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Friday, November 28, 2014

A Classroom Without Walls

A field of golden rod and a green forest canopy greeted students upon their arrival at Forest Preschool this Fall.  A landscape, covered in a soft blanket of snow, offered a frosty goodbye at the end of our session. In a classroom without walls, children intimately connected to their natural surroundings and witnessed the wild world around them shift from summer, into fall, and then into winter. Over the session, I and my teaching assistant witnessed the children thrive outdoors while guiding them through their own developmental seasons. The children joyfully played and directly engaged with their natural environment, enthusiastically learning about themselves, others, and their world. Play is central to early childhood development and to our Forest Preschool Program. Play in natural spaces coupled with the room and ability for children to be active in their own learning process forges a strong combination. It stimulates wonder and excitement, allowing for possibility, and sets the stage for students to develop into citizens of our planet.

There are several newfangled phases to describe children being active in their own learning process. I have unabashedly used one in the title of this blog: child-driven. Another term is emergent curriculum. I have used this term to describe the curriculum we use here at Forest Preschool. But, really, this fancy word means that our curriculum is not contained by a specific plan but, rather, is attentive to each child, their interests, and what the natural world has to offer on any particular day. Although we model simple ideas for play and provide art and natural materials to stimulate curiosity and imagination, it is the interest of the children that drives their activity and potential projects. I would like to take you on a tour of some of the highlights from our session this Fall.

One morning we laid out many sticks from shortest to longest. We did so in order to provide inspiration for children to arrange sticks by length if they were drawn to do so. What happened next, when a child joyfully skipped over, was unexpected and interesting. The child immediately picked up another stick from the ground and stroked along the arrangement to see if the different sized sticks made sounds similar to a xylophone. Because this child and several others are drawn to make music, work with their hands, and sort natural items, we embarked on a multi-week adventure, making a musical instrument out of varying lengths of sticks.

The first step in our project was to introduce the idea of using a saw to assist in cooperatively creating a musical instrument. A discussion about using saws safely ensued. I asked the group if anyone would like to saw sticks in order to make an instrument. Several hands were eagerly raised. Once the children passed a safety test, and with proper supervision, we set to work sawing sapling tree trunks into different lengths of sticks.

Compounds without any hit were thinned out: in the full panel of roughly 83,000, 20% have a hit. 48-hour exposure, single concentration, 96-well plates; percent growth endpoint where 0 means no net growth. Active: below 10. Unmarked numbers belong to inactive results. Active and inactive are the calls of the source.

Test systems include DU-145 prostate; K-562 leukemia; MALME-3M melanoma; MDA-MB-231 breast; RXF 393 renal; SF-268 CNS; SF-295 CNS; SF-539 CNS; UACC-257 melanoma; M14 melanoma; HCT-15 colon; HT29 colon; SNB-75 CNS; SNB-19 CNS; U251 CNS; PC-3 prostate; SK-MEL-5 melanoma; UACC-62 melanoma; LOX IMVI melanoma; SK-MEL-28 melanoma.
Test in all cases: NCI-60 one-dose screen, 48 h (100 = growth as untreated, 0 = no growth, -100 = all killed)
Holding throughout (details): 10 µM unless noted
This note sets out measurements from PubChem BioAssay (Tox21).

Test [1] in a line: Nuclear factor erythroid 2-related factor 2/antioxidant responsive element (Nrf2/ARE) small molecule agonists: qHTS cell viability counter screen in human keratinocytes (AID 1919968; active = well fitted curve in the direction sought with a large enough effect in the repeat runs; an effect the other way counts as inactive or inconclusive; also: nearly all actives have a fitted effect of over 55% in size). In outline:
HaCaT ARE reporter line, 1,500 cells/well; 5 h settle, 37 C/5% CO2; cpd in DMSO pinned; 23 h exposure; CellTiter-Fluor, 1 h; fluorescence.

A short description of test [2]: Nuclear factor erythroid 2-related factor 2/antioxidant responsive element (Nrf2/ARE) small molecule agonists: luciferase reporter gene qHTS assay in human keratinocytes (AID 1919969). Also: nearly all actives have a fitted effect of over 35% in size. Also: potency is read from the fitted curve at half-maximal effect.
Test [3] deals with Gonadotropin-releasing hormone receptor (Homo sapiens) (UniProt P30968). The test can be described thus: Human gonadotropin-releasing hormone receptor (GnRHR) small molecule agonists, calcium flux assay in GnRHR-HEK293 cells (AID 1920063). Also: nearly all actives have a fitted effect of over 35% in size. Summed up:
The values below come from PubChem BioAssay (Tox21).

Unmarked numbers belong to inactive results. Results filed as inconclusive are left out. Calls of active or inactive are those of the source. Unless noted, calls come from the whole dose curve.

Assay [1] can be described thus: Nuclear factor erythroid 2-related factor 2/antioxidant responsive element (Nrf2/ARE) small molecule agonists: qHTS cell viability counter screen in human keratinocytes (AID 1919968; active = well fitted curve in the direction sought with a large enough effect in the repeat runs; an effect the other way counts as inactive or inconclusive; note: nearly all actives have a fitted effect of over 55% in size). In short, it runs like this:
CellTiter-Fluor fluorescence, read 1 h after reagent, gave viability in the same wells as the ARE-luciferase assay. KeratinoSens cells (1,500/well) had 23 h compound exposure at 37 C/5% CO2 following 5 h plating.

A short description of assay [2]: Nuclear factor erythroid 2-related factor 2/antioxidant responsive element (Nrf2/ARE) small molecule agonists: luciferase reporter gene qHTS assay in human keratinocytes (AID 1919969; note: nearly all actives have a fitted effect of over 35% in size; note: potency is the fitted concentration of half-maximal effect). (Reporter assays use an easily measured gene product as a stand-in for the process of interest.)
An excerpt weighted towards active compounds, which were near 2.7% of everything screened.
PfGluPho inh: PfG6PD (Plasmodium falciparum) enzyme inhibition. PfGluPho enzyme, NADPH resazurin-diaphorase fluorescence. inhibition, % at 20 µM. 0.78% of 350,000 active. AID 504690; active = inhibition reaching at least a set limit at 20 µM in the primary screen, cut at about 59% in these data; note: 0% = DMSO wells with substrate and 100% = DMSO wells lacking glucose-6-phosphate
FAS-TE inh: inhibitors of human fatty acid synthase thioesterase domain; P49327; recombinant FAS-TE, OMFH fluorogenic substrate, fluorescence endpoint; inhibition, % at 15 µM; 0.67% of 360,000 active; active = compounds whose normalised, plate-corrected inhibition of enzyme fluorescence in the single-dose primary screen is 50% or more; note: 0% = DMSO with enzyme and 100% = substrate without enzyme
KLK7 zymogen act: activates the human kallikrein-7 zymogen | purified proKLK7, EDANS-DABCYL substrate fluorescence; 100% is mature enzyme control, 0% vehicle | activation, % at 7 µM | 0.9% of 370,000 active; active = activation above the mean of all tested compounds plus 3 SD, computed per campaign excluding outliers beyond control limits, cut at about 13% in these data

The next week, during circle time, I asked if anyone was interested in arranging our previously cut sticks from shortest to longest, then threading p-cord through drilled holes, and tying them on to a larger and thicker length of a branch. Again, several hands eagerly raised and waved with enthusiasm. P-cord was threaded, knots carefully tied, and a chiming instrument was made. Many children were eager to experiment with the newly made instrument and explore the different sounds each length of stick made. Through the entire process, children worked on developing their fine motor skills and ability to work cooperatively. 

Mud Kitchen is a hot spot for child-driven play and learning. We have a wonderfully wet and muddy place in the woods at our base camp that has been transformed into a Mud Kitchen. With simple kitchen tools such as pots, pans, ladles, wire whisks, etc., Mud Kitchen ignites imaginations and provides a rich environment for exploration and learning.

After we finish our circle and snack time, children can choose where they would like to be and what they would like to do in the forest and fields. Many children are drawn to Mud Kitchen, where they become scientists conducting experiments and chefs baking up a storm. A myriad of delicious concoctions are made using a variety of natural material and offered to fellow students and teachers. Birthday and pizza cakes are favorites. While engaging in this play, imaginations are developed. But also, soil science, chemistry, water flow, and skills for cooperative play are learned! Really, the learning is endless. Through an inquiry based style of teaching, children learn where water goes when the rain water dries, who lives in this habitat, what happens to the water when it's cold. When the temperatures drop, but before ice forms, children build resilience and develop self care skills, learning how to regulate their warmth and comfort level.

When parents and caregivers arrive at the end of the morning for pick-up, they are often met by happily dirty and muddy children - evidence of a good day. Through their play and child-centered learning in natural spaces, the youngsters at Forest Preschool are developing foundational life and learning skills with joy, excitement, and a sense of wonder. The soil in the forest is rich, growing endless possibilities in a classroom without walls.

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